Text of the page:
Within and outside of the boundaries of an organisation, there is a need for accountability. Accountability is an explication of how we give life to individuals, groups and societies via the operation of boundaries (Munro & Mouritsen, 1996; Roberts, 2018). Accountability is demanded from us, as well, for the actions of others within and outside of our boundaries. Such expressions of accountability mostly involve living beings (Roberts and Scapens, 1985), but they also extend to physical objects (Serres, 1991), time, and financial transactions (Llewellyn, 1994). For example, Miles and Ringham (2019, p. 357) note that “sustainability reporting fails to discharge accountability due to adoption of narrow ‘Reputation Management’ boundaries”. How do we communicate accounts that involve or pertain to boundaries, as we engage in acts of accountability? How does language (which entails the setting and reification of boundaries) complicate the calling and giving of accounts (see also Bahktin, 1986; Strathern, 2000)? Accountability affects (human) relationships in ways that may hinder or spur on the responsibility people have towards each other (Chwastiak, 2001, 2006). Therein lies an inherent responsibility for us to thoroughly reflect on how accounts are made and passed on to others (Letiche and Lightfoot, 2014; Roberts, 2012).
We invite research, in the form of ethnographic studies of accountability, focusing in particular on the ethics of boundaries and of boundary-ing inside and outside of organisations (O’Doherty, 2017; Guillion, 2018; Moriceau & Soparnot, 2019; Ingold, 2018; Clough, 1998). We look to research examining the behaviour of individuals in specific situations that involve boundary setting, rejection and dissemination; research including the author’s ethical interpretations of the setting of and functioning of boundaries.
Interesting topics for the papers include but are not limited to the following issues:
- Which accountability tensions are created when an organisation fractionates into multiple entities, particularly to meet (or to evade) regulation?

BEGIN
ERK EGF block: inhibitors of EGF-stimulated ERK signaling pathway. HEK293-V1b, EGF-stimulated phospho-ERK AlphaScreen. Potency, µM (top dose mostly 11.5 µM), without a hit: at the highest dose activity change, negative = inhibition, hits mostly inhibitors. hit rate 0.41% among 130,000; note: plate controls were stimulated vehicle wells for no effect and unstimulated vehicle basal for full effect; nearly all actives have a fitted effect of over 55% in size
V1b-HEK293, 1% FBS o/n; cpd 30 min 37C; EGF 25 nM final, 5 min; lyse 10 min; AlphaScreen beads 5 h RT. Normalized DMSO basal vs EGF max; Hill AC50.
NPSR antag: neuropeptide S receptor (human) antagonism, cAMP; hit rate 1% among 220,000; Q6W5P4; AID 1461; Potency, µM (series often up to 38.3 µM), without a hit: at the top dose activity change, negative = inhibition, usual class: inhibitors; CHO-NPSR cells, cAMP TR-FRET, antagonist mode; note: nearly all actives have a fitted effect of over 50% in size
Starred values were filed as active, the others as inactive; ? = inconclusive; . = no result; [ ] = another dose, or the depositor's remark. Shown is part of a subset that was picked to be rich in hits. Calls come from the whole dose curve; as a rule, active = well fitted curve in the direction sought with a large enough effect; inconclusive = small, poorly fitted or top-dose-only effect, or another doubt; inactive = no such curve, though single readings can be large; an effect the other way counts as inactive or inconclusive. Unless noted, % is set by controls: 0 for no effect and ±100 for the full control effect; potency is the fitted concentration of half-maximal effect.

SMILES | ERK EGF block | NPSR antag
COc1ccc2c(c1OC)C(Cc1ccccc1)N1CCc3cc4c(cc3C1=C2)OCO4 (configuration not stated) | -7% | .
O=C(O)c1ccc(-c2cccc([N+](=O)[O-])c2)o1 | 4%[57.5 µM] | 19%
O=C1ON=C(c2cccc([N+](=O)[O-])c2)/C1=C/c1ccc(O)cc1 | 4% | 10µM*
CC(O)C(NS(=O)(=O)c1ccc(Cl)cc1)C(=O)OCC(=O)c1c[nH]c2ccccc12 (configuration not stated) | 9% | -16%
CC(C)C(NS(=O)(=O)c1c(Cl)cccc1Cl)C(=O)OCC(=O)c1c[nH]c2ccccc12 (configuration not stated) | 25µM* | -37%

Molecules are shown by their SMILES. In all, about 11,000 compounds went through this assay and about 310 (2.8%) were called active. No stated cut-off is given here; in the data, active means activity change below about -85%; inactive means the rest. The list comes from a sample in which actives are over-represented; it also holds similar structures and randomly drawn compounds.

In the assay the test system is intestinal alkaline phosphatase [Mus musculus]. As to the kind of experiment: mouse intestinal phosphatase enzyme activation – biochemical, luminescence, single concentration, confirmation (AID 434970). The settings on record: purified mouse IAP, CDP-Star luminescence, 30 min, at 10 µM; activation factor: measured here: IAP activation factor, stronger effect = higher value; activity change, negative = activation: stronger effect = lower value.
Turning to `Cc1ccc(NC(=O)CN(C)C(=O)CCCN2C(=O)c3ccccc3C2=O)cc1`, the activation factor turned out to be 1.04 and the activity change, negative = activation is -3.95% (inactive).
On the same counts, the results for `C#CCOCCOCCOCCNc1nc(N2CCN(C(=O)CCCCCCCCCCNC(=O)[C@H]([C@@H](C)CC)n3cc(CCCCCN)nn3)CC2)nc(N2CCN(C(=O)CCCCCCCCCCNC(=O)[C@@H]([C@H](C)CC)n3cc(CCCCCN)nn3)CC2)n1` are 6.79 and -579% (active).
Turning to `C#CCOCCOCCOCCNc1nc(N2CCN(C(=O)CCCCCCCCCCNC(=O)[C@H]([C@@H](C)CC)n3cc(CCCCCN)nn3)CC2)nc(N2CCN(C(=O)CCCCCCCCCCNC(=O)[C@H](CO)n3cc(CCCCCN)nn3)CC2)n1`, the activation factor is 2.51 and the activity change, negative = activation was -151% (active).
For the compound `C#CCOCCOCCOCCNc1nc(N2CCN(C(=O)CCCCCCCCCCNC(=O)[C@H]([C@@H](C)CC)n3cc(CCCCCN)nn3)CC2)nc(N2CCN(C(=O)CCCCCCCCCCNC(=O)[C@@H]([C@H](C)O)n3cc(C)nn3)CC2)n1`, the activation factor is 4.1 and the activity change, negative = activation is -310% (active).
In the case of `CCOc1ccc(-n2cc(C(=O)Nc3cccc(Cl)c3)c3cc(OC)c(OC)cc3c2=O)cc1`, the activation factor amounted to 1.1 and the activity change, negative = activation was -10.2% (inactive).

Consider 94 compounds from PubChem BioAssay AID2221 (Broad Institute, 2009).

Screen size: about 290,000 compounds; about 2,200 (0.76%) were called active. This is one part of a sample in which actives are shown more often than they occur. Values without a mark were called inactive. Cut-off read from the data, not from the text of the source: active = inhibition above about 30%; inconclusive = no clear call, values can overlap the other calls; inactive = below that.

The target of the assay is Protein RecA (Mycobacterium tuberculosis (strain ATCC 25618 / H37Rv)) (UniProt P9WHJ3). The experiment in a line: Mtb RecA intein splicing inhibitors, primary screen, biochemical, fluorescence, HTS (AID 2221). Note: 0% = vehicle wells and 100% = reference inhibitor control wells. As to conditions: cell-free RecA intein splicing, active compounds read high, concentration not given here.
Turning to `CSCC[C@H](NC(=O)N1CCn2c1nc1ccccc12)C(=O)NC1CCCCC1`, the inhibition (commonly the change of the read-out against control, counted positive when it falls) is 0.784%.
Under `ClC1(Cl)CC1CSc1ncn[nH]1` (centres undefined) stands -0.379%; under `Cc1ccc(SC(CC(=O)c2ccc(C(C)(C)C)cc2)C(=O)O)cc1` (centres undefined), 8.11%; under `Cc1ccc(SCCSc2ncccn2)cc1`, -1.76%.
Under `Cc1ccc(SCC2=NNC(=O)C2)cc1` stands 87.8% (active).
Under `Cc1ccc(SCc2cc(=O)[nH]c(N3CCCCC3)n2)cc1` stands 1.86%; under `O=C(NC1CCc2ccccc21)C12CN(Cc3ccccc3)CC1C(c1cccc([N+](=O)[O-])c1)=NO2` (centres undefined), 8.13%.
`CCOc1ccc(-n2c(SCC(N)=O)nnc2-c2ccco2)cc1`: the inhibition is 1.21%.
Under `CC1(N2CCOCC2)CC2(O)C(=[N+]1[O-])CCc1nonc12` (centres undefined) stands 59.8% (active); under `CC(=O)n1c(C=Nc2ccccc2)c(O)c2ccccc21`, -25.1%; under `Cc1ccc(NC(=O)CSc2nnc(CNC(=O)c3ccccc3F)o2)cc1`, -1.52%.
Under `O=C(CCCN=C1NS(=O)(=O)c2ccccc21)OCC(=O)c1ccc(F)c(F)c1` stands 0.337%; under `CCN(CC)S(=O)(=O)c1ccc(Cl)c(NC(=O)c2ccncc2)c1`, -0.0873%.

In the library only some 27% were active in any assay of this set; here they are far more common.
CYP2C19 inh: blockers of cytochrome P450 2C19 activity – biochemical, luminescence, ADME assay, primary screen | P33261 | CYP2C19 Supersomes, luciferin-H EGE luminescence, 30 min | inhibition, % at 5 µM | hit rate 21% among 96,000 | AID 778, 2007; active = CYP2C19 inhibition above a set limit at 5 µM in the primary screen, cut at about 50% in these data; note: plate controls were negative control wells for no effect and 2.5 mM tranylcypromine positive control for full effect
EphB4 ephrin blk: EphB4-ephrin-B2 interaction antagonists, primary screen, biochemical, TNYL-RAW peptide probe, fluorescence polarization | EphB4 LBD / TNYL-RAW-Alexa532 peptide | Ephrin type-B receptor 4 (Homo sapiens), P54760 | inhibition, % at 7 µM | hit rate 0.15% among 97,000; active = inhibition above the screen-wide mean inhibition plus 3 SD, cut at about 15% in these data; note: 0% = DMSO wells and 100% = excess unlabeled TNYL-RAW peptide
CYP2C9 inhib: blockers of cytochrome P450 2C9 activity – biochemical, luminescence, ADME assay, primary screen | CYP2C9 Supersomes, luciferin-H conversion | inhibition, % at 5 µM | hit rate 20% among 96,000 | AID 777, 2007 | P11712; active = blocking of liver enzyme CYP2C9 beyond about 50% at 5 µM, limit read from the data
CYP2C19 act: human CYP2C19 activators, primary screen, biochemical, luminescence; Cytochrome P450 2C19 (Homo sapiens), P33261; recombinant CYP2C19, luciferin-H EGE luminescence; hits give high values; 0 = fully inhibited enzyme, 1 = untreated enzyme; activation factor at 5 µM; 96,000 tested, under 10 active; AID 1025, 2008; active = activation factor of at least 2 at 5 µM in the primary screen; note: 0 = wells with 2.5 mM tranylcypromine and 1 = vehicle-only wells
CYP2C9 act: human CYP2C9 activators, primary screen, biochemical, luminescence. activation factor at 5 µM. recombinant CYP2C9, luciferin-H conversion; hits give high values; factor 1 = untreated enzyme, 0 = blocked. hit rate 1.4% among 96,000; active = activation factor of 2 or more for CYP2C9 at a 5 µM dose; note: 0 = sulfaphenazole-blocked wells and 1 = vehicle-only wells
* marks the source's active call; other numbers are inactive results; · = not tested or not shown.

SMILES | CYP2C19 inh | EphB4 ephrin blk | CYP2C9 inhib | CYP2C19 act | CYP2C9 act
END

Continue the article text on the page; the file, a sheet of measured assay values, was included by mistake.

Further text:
- What processes of equality and equity can be witnessed when businesses are started or are deteriorating/closing down?
- How does one structure their (working) life when one is wittingly subjected, or subjects oneself, to an audit culture?
- What are the effects of colonialism on (the making and/or reporting of) accountability reports?
- When people threaten the status quo in a particular situation or organisation, how are they treated? What are forms of accountability than at risk?
- What happens when boundaries are (increasingly) policed or monitored in attempts to reduce accountability and/or to increase transparency?
- How are discrepancies in reporting handled in particular situations? Whose views, framed in what ways, come to matter the most? What are the effects hereof?
- What happens to health care organisations and those providing health care when those who are on the receiving end of the care do not ‘behave’?
- What happens when professions (that were once held in high regard) start to break down (e.g. the police, accountants, academe)?
- What if commonly held (religious, political, social) beliefs about the positive acknowledgment of others are challenged? How does this relate to violence?
- What if your own body is your enemy? How does this affect one’s discourse of accountability?
Bahktin, M.M. (1986). Speech Genres and Other Late Essays. Austin: University of Texas Press.
Chwastiak, M. (2001). Taming the untamable. Accounting Organisations & Society, 26(6), pp. 501-519.
Chwastiak, M. (2006). Rationality, performance measures and reality. Critical Perspectives on Accounting, 17(1), pp. 29-55.
Clough, P. (1998) The End(s) of Ethnography New York: Peter Lang.
Guillion, J. (2018). Diffractive Ethnography. London: Routledge.
Hazgui, M., & Gendron, Y. (2015). Blurred roles and elusive boundaries: On contemporary forms of oversight surrounding professional work. Accounting, Auditing and Accountability Journal, 28(8), 1234–1262.
Ingold, T. (2018) Anthropology Why it Matters London: Polity.
Kartalis, N., Tsamenyi, M., & Jayasinghe, K. (2016). Accounting in new public management (NPM) and shifting organisational boundaries: Evidence from the Greek Show Caves. Accounting, Auditing and Accountability Journal, 29(2), 248–277.
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Miles, S., & Ringham, K. (2019). The boundary of sustainability reporting: evidence from the FTSE100. Accounting, Auditing and Accountability Journal, 33(2), 357–390.